When I was at my local library, I just sort of swooped through the Cather books and picked them all up. I didn’t realize that in addition to her sweeping novels, Cather also wrote some very short tomes. My Mortal Enemy is one such book. It clocks in at just over 100 pages, and it is more a vignette than an actual plot, which makes it a challenge to blog about.
My Mortal Enemy takes the viewpoint of Nellie Birdseye, a 15-year-old girl living out West (obviously). Her aunt Lydia likes to tell the story of Myra Driscoll, a young woman living on the generous patronage of her uncle, who defied his threats to disown her by marrying the young Oswald Henshawe. In one seemingly average evening, Myra and Oswald secretly marry and take the night train out to the city. This dashing act of impetuous love takes the entire town by storm. Myra inherits nothing and the estate is left to the Catholic Church. Nellie and Lydia go to visit the Henshawes in the city, where they discover that marrying for love is idealistic, but has its own set of consequences for life and comfort. Ten years later, Nellie runs into them again, and this time, her own set of morals are shaken by the confessions that Myra confides.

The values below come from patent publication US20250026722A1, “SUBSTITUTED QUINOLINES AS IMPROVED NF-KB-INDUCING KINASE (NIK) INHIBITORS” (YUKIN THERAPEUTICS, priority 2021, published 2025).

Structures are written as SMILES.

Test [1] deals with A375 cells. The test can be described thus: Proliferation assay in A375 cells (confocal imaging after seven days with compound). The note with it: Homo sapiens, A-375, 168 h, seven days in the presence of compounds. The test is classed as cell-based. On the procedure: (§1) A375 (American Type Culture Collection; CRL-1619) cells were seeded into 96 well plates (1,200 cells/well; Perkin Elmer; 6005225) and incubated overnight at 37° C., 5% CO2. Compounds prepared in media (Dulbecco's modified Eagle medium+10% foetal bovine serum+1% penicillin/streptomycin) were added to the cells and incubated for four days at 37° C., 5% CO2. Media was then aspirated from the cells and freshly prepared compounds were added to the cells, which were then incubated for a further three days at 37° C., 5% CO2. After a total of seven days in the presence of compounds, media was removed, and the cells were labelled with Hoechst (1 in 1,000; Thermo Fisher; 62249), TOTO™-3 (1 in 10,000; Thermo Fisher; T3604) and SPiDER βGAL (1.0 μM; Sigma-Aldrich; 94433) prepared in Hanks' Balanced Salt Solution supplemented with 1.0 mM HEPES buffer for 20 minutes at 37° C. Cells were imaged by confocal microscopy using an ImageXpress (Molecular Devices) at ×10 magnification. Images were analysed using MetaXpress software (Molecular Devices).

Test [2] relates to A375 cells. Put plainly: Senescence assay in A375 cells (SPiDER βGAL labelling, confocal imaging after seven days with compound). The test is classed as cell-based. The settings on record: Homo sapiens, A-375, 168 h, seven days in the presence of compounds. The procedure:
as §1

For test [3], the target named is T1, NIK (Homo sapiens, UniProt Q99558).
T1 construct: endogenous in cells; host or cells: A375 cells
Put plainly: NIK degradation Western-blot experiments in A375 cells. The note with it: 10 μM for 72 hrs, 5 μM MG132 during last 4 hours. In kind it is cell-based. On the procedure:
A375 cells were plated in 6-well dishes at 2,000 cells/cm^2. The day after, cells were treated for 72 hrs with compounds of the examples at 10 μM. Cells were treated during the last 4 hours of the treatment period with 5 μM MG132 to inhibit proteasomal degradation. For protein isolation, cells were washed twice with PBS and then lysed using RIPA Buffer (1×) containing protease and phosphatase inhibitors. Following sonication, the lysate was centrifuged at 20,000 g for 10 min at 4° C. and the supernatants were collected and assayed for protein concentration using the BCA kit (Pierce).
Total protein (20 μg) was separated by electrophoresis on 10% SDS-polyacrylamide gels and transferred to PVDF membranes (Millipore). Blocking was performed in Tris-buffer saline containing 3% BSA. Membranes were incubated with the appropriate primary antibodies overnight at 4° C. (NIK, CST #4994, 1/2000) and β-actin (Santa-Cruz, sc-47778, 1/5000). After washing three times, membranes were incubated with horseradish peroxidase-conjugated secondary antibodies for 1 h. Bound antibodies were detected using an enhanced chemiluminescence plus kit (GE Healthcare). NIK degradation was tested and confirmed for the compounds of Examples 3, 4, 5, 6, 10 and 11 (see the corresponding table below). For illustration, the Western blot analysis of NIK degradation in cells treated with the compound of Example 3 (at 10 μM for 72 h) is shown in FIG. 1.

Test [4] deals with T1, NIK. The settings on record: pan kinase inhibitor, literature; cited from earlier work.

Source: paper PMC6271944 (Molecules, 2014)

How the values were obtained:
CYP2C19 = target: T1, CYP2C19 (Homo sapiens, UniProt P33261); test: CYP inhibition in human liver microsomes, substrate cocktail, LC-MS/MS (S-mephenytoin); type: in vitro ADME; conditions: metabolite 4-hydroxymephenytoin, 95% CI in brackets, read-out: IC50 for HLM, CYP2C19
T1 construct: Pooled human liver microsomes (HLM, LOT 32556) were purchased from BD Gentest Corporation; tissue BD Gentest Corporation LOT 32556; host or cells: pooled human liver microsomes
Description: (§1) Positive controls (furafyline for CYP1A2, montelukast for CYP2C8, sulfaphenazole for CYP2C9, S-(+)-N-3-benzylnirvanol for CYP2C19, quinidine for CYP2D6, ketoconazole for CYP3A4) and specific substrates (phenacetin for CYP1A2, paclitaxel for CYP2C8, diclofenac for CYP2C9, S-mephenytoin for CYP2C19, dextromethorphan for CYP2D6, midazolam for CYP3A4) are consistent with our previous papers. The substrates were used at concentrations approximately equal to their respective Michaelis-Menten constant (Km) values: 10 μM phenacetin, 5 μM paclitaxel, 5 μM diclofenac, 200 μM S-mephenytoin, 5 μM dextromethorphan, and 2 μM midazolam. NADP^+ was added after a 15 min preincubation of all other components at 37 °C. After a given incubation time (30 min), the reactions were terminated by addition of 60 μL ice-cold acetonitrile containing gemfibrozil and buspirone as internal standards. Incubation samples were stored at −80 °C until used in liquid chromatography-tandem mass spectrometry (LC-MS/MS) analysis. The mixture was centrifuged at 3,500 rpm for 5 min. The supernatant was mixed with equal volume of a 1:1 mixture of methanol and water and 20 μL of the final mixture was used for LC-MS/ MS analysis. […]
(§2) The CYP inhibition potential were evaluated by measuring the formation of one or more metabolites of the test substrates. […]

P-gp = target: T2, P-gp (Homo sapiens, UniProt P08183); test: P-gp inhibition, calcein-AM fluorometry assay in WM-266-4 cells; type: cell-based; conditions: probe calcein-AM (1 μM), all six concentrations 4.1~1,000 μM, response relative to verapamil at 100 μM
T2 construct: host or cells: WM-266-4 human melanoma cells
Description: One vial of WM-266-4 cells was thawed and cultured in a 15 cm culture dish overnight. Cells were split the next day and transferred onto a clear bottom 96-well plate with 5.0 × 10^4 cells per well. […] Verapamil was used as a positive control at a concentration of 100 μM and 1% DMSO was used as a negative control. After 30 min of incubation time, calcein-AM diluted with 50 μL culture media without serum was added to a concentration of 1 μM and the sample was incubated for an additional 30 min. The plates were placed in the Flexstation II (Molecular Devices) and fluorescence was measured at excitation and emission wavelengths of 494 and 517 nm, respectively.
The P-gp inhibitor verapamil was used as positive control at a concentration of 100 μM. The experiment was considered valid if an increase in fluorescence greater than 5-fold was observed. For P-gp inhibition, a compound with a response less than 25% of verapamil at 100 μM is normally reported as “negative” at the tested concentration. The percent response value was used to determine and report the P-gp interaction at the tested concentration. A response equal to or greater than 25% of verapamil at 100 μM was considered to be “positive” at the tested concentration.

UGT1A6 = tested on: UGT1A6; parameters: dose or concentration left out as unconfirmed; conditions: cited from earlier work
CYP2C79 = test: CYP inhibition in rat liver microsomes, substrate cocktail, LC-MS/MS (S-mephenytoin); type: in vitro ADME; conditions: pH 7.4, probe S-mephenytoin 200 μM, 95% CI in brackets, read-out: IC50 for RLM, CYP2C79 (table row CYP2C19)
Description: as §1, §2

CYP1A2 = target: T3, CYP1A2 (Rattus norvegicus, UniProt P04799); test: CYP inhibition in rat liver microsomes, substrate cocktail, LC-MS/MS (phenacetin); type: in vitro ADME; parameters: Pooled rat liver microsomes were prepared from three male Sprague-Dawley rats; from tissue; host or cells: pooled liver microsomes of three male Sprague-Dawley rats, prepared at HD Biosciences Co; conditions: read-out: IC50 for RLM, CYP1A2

This book is incredibly short and spare in plot, but it packs a lot of interesting questions about morality and love vs. money. I was interested in the way Cather sets up her character studies, particularly the very vague idea of “my mortal enemy,” which can have several interpretations. While this was not my favorite, it’s still worth reading at least once.